Let us begin today with our monthly memory verse Romans 1:16-17, “For I am not ashamed of the gospel, for it is the power of God for salvation to everyone who believes, to the Jew first and also to the Greek. 17 For in it the righteousness of God is revealed from faith for faith, as it is written, “The righteous shall live by faith.”
Open your Bibles to Romans 2:1-11. For the last two weeks we have been unpacking the wrath of God. We saw in Romans 1:18, “For the wrath of God is revealed from heaven against all ungodliness and unrighteousness of men.” We saw that this wrath, as explained by Paul, is God handing men over to the lusts of their hearts. The punishment for sin is more sin and more sin, which produces more brokenness and more brokenness and more brokenness.
Last week we saw Paul use the very explicit example of homosexuality to prove his point. And we saw God handing people over to the lusts of their hearts, to impurity. And this handing them over to these dishonorable, unnatural, shameless, impure act of homosexuality is an act of God’s wrath. And as we saw in Romans 1:27, they receive in themselves the due penalty for their error. This due penalty includes mental disorders, substance abuse, homelessness, sexually transmitted diseases, and an average life expectancy that is approximately 30 years lower than the average male who is married to one single female his entire life.
Then in Romans 1:29 Paul begins listing different forms of unrighteous behavior, “envy, murder, strife, deceit, maliciousness. They are gossips,30 slanderers, haters of God, insolent, haughty, boastful, inventors of evil, disobedient to parents, 31 foolish, faithless, heartless, ruthless.”
And as this list is read, not only does the specific sin come to your mind, but also specific sinners. There is a desire to think of a person or a group of person and look down upon them as if they are beneath you, and you are morally superior to the homosexuals, murderers, and the ruthless. Which brings us to our text for this morning.
- Romans 2:1-11 – “Therefore you have no excuse, O man, every one of you who judges. For in passing judgment on another you condemn yourself, because you, the judge, practice the very same things. 2 We know that the judgment of God rightly falls on those who practice such things. 3 Do you suppose, O man—you who judge those who practice such things and yet do them yourself—that you will escape the judgment of God? 4 Or do you presume on the riches of his kindness and forbearance and patience, not knowing that God's kindness is meant to lead you to repentance? 5 But because of your hard and impenitent heart you are storing up wrath for yourself on the day of wrath when God's righteous judgment will be revealed. 6 He will render to each one according to his works: 7 to those who by patience in well-doing seek for glory and honor and immortality, he will give eternal life; 8 but for those who are self-seeking and do not obey the truth, but obey unrighteousness, there will be wrath and fury.9 There will be tribulation and distress for every human being who does evil, the Jew first and also the Greek, 10 but glory and honor and peace for everyone who does good, the Jew first and also the Greek. 11 For God shows no partiality.”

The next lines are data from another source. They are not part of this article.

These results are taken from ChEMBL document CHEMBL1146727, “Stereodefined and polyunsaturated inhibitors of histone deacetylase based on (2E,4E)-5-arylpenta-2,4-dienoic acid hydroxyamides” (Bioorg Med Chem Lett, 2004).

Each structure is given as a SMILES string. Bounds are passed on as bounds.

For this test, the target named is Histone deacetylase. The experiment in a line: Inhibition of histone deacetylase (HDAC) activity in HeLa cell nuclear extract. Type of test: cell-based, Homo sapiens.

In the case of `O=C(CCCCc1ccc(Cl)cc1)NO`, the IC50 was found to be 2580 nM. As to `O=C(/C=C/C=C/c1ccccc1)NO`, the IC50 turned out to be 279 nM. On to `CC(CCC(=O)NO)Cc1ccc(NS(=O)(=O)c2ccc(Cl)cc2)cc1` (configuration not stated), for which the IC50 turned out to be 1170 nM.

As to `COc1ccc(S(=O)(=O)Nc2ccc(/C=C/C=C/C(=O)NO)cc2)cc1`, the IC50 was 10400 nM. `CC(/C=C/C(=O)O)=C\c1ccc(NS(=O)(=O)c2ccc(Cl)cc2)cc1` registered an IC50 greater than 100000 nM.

You Condemn Yourself
During the time that Jesus walked the earth, there were a group of people named the Pharisees. The Pharisees were a sect of Jews who put a premium on morality. They are what we would call today, the legalist. They strove to uphold the law at all cost, and they viewed themselves as morally superior to everyone else.
To say that Jesus had problems with the Pharisees would be a vast understatement. In Matthew 23 Jesus pronounces seven woes against the Pharisees and calls them blind fools, hypocrites, whitewashed tombs, and brood of vipers.
Why did the sinless Son of God call the Pharisees these names? It was true. This group of self-righteous people, the Pharisees, spent their days with their fingers pointed out, telling all the people how sinful they were. They were critical towards everyone. If they were members of Cornerstone they would spend all their time criticizing and tearing down the people of God instead of speaking truth in love.
Many of you are probably most familiar with Jesus addressing this issue of judgmental hypocrisy in the Sermon on the Mount in Matthew 7:1-5. Turn their with me and lets look at it briefly.
- Matthew 7:1-5 – “Judge not, that you be not judged. 2 For with the judgment you pronounce you will be judged, and with the measure you use it will be measured to you. 3 Why do you see the speck that is in your brother's eye, but do not notice the log that is in your own eye? 4 Or how can you say to your brother, ‘Let me take the speck out of your eye,’ when there is the log in your own eye? 5 You hypocrite, first take the log out of your own eye, and then you will see clearly to take the speck out of your brother's eye.”